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Gender differences in the annual income of psychiatrists.

Weeks WB, Wallace AE. Gender differences in the annual income of psychiatrists. Psychiatric services (Washington, D.C.). 2007 Apr 1; 58(4):515-20.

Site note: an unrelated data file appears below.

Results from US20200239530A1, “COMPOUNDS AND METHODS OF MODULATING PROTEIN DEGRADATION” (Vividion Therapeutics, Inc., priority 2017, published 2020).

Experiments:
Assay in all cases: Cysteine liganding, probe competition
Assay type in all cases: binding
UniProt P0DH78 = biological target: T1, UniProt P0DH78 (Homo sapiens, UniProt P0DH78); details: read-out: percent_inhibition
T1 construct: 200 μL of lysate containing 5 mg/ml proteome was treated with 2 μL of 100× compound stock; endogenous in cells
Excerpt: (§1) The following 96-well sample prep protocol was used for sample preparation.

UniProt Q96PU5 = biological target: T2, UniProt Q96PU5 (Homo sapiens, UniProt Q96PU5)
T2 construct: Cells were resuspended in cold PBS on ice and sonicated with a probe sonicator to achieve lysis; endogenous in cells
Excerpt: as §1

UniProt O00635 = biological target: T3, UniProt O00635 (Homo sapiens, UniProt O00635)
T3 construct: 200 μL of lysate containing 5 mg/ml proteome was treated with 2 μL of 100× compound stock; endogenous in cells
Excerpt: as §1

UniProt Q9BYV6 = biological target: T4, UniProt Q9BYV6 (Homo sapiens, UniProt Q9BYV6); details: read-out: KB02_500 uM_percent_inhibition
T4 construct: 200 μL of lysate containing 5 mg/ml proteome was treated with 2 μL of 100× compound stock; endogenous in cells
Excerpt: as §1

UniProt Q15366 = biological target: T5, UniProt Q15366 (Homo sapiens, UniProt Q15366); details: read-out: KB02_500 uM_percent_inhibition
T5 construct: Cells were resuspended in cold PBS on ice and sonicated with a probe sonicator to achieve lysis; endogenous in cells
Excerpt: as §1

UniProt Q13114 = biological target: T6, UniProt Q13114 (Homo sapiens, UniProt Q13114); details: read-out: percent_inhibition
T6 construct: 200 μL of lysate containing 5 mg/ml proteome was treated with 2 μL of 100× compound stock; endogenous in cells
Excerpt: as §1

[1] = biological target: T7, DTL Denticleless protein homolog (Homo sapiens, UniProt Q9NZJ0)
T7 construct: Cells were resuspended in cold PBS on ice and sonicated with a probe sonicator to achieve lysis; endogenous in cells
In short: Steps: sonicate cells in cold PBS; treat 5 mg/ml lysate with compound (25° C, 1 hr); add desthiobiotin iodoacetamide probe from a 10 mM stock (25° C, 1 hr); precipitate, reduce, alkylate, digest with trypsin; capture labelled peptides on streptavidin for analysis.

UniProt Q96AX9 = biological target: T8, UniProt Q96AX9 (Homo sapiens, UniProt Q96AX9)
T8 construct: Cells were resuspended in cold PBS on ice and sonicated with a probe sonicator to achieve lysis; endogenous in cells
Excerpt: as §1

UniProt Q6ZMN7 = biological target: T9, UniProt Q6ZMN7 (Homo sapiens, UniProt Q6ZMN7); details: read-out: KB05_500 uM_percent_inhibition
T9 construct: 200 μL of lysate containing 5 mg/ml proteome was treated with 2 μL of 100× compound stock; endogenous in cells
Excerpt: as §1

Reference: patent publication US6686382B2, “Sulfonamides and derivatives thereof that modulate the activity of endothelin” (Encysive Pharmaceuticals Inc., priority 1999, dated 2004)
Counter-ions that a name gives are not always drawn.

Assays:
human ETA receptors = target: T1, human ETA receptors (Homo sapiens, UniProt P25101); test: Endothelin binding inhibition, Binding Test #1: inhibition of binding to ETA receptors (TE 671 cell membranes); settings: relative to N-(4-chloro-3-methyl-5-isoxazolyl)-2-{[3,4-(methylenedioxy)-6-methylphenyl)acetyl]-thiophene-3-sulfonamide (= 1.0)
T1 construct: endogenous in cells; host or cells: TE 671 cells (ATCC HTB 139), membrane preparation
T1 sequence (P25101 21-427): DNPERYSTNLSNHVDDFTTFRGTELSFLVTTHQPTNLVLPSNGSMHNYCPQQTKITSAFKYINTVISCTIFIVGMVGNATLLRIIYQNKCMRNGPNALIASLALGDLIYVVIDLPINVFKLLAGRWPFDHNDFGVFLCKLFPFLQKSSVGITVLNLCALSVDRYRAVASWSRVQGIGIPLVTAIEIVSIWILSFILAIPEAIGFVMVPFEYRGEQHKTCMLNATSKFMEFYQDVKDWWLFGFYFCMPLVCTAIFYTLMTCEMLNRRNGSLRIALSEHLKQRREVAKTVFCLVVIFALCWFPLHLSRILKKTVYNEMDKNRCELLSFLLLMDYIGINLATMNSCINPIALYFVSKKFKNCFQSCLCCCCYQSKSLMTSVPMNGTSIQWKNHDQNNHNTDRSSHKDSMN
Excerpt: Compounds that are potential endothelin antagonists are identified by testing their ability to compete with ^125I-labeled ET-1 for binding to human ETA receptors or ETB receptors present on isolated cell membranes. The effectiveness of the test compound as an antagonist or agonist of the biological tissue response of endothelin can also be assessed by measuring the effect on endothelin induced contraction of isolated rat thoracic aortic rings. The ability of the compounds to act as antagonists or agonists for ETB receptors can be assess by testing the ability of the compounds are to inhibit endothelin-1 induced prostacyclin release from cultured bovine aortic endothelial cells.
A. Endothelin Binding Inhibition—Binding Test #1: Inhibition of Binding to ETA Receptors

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OBJECTIVE: Female physicians have traditionally earned less than their male counterparts, even after adjustment for specialty, workload, and physician characteristics. In the 1980s female psychiatrists earned incomes that were 13% lower than those of their male counterparts; however, important explanatory variables for such differences were not incorporated into that analysis. This study examined whether a gender income gap among psychiatrists persisted in the 1990s. METHODS: Survey responses were used that were obtained between 1992 and 2001 from 976 actively practicing white psychiatrists (weighted N = 941). Because of low numbers of black respondents to the surveys, we were unable to examine the influence of race on psychiatrists' incomes. Linear regression modeling was performed to determine the association between gender and annual incomes after controlling for workload, provider characteristics, and practice characteristics. RESULTS: Among white psychiatrists, women reported working 13% fewer annual hours than their male counterparts, and women had practiced medicine for fewer years than men. Also, women were more likely to be employees of the practice, as opposed to having an ownership interest in the practice, and were more likely to be board certified, although these findings were not significant. After adjustment for workload, provider characteristics, and practice characteristics, the mean annual income for women was $140,615, or $31,962 (19%) lower than that of men (95% confidence interval of $41,834-$22,090 lower, p < .001). CONCLUSIONS: During the 1990s female gender was associated with lower annual incomes among white psychiatrists; compared with previous reports from earlier periods the income disparity appears to be widening. These findings warrant further exploration.

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